I'm working on an application that requires a secure password hash. The state of the art is Colin Percival's scrypt but the available code base is not very developer-friendly. Scrypt is published as a self-contained file-encryption utility, and to extract the key-derivation function is not trivial. It's not a lot of work, but it does require a fairly deep understanding of how scrypt actually works under the hood to make sure that you don't screw it up (and crypto code is notoriously easy to screw up even for someone who knows what they are doing). So I decided instead to try bcrypt, which is not as secure as scrypt but is a lot easier to use because it has python bindings and a password-hashing-friendly API.
So I downloaded and installed py-bcrypt, ran a few tests, and everything seemed to be working properly. But then I noticed something odd. The hash produced by py-bcrypt was 60 bytes long:
>>> import bcrypt
>>> bcrypt.hashpw('x', gensalt())
Let's deconstruct that. The format of the bcrypt hash is:
1. A 7-byte header ("$2a$12$") identifying this is a bcrypt hash, followed by...
2. A 22-byte base-64 encoded salt ("'w6IdiZTAckGirKaH8LU8VO") which decodes to a 128-bit binary salt value, followed by...
3. A 31-byte base-64 encoded hash ("xEvP97cFLEW5ePVJzhZilSa5c.V/uMK") which is supposed to decode to a 192-bit hash.
Except that it doesn't. 31 base64 encoded bytes only yield 184 binary bits. One byte of our hash has gone missing. [NOTE: this is corrected from an earlier version where I had two bytes missing. Those damn off-by-one errors :-) ]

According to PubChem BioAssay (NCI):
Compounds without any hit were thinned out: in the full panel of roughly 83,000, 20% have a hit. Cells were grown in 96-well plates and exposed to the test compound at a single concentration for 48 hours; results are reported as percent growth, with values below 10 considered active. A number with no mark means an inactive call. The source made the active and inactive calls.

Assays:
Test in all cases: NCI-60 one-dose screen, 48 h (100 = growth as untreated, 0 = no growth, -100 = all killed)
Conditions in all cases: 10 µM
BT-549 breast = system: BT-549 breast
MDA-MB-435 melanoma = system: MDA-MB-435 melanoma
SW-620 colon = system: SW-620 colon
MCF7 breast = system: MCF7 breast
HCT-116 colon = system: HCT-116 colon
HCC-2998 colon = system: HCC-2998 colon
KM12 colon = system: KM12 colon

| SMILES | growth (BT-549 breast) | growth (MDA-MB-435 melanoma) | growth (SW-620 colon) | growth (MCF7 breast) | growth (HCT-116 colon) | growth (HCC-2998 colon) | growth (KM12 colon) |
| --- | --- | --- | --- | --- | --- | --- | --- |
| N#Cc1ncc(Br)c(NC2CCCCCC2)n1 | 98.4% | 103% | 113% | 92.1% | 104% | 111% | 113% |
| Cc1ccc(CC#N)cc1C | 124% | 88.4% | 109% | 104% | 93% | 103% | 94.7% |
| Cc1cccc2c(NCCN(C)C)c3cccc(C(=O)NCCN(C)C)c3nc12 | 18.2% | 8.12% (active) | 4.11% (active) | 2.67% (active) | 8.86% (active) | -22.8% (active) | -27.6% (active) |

OK, so maybe someone accidentally introduced an off-by-one error into the python wrapper. Except that the problem is not in the python wrapper. You can find bcrypt test vectors on the web, and they are all 60-byte strings.
It gets weirder.
The official bcrypt paper says (and other accounts corroborate) that bcrypt is limited to hashing 55-byte-long passwords. But empirically, py-bcrypt uses up to 72 bytes:
>>> hashpw('x'*71, s)
>>> hashpw('x'*72, s)
>>> hashpw('x'*73, s)
That is a very big discrepancy between the actual behavior of the code and the description given in the literature. It's vastly too big a discrepancy to be explainable by a simple inadvertent bug.
Now, some people might say I'm being excessively paranoid, but I don't think so. The higher the stakes in the internet security game get, the more incentive there is for attackers to try all kinds of sneaky and nefarious tricks to introduce weaknesses into people's defenses, and one of the easiest ways to do that is to publish some plausible-looking open-source security code that actually has a hidden weakness built in to it and hope that nobody notices. So IMHO it is prudent to raise at least a yellow flag any time the actual behavior of security code deviates from its peer-reviewed specification. When it comes to security, a certain level of paranoia can be prudent.
I sent an email to the author of py-bcrypt asking about this but didn't get a response. If anyone who knows their way around crypto code can shed some light on this I would be very grateful.
[UPDATE: My general level of paranoia has been at least partially vindcated]
[UPDATE2: The discrepancies have apparently been cleared up]
Thanks, though it turns out it was a false alarm.
Have you given any thought to using Ulrich Drepper (et al)'s SHA-2 crypt hash family?
He presents it at
and the algorithm is incorporated into modern glibc.
Original bcrypt implementation bug, result: broken on i386, weakened on x64.
We have found this pitfall while implementing bcrypt from scratch for Plan 9. Thanks for this blog entry, the missing byte was driving us mad.
Moral: Don't believe the papers.
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